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School Exchanges Computer Lessons for Classroom Volunteers
posted by: Ruthie | July 29, 2013, 04:12 PM   

Orchard Knob Middle School in Chattanooga, Tennessee has been struggling in recent years. Serving a predominantly minority population, many students were on free and reduced lunch programs, the teacher-student-ratio was inadequate, and positive adult influences were lacking. School leaders assessed that they needed volunteers and community involvement in order to improve school culture and positively impact students.

The middle school started a new initiative, providing computer classes to seniors in exchange for involvement in the school. The program will be paramount in changing the school for the better and providing additional positive influences for students.

"We know it takes the whole community," said Principal Crystal Sorrells.

The classes are funded by a $20,000 grant from the Community Foundation of Greater Chattanooga. They teach the basic components of computers, and how to use popular programs, such as Microsoft Word and Excel.

"We had to go real basic. We had two that were scared to even touch the mouse," said the school's computer technician and the courses teacher, Tre High.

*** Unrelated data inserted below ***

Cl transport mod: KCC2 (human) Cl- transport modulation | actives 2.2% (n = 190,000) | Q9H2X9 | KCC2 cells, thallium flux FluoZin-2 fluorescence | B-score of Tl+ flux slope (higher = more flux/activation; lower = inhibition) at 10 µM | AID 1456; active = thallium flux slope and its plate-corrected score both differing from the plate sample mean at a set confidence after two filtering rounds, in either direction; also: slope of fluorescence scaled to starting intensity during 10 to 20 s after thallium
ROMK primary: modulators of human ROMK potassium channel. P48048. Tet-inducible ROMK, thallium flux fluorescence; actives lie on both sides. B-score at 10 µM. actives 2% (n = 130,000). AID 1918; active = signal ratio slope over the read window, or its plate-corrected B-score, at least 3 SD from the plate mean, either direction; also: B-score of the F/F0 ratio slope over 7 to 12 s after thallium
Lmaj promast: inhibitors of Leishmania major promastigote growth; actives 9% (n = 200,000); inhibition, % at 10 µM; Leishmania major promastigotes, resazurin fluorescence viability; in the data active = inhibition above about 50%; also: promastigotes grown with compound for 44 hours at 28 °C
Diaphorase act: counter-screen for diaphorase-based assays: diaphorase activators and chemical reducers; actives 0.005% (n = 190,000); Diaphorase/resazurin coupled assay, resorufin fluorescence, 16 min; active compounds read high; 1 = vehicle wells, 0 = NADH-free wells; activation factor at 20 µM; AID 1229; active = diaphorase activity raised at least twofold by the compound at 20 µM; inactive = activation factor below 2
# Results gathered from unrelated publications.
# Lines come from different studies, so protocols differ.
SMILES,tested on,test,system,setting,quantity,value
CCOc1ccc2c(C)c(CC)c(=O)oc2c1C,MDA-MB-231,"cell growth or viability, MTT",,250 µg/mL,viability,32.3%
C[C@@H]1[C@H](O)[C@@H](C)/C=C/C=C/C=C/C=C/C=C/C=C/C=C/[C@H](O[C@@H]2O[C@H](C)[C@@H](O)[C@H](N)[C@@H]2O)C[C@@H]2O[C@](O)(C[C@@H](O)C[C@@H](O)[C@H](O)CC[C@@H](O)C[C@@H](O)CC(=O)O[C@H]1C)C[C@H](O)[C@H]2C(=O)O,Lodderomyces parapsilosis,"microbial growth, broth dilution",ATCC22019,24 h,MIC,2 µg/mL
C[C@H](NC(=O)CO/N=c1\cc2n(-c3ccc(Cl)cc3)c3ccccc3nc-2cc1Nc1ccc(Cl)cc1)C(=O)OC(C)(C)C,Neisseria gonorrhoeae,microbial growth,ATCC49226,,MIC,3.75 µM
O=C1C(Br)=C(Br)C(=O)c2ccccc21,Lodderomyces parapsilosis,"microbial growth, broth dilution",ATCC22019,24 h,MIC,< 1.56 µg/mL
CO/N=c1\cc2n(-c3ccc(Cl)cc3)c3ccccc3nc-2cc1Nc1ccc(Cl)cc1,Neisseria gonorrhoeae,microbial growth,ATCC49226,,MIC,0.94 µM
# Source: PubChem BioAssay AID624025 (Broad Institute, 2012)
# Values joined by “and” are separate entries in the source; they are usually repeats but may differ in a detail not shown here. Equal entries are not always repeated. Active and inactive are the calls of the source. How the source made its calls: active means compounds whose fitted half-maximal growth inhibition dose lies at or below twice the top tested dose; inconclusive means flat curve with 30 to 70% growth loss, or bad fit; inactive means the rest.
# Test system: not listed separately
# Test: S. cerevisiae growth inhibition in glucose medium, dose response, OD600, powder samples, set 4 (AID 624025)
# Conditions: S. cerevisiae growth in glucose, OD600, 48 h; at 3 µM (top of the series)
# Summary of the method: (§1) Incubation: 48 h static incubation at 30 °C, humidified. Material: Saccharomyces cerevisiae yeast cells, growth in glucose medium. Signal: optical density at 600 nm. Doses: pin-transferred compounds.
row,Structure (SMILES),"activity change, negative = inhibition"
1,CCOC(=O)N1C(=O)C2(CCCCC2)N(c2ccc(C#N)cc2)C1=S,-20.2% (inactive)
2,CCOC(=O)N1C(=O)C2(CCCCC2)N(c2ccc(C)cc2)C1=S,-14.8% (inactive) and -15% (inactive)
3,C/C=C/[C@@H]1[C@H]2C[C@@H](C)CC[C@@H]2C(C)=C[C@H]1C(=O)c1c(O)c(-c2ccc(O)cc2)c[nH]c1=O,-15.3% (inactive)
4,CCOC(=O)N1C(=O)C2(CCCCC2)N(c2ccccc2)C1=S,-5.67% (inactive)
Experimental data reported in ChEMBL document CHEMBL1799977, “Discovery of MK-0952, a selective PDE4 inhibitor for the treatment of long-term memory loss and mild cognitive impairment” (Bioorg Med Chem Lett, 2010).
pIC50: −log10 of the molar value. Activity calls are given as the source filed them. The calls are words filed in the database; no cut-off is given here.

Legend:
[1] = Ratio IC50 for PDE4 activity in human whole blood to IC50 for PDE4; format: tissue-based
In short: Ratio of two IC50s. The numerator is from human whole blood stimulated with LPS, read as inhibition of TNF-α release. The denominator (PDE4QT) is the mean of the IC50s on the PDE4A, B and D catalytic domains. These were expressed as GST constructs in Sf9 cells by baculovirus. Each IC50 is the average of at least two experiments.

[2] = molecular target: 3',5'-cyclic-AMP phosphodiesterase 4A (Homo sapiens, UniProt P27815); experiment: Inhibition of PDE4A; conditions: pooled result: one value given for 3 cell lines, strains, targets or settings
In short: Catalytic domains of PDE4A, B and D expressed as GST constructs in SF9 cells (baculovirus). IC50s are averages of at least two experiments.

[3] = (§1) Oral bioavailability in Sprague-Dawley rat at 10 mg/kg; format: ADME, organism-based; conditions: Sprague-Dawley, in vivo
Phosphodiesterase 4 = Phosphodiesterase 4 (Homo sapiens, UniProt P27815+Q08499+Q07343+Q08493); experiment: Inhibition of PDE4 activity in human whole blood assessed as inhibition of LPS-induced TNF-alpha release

"I didn't even know how to turn it on before I came here," said one community volunteer. "I think I'm going to need a little more help," added John Kilpatrick, and 82 year old student. "I'm kind of a slow learner, and I'm no spring chicken."

Orchard Knob also plans to provide resources for families, including finance classes and GED courses, in order to help parents. Similar programs are becoming increasingly available to parents in many low-income, minority communities. English classes, parenting classes, and childcare are just of the few options to help parents succeed, and in turn help students.

What do you think about Orchard Knob's program? Do you think your school could benefit from such a program?
Comment below.


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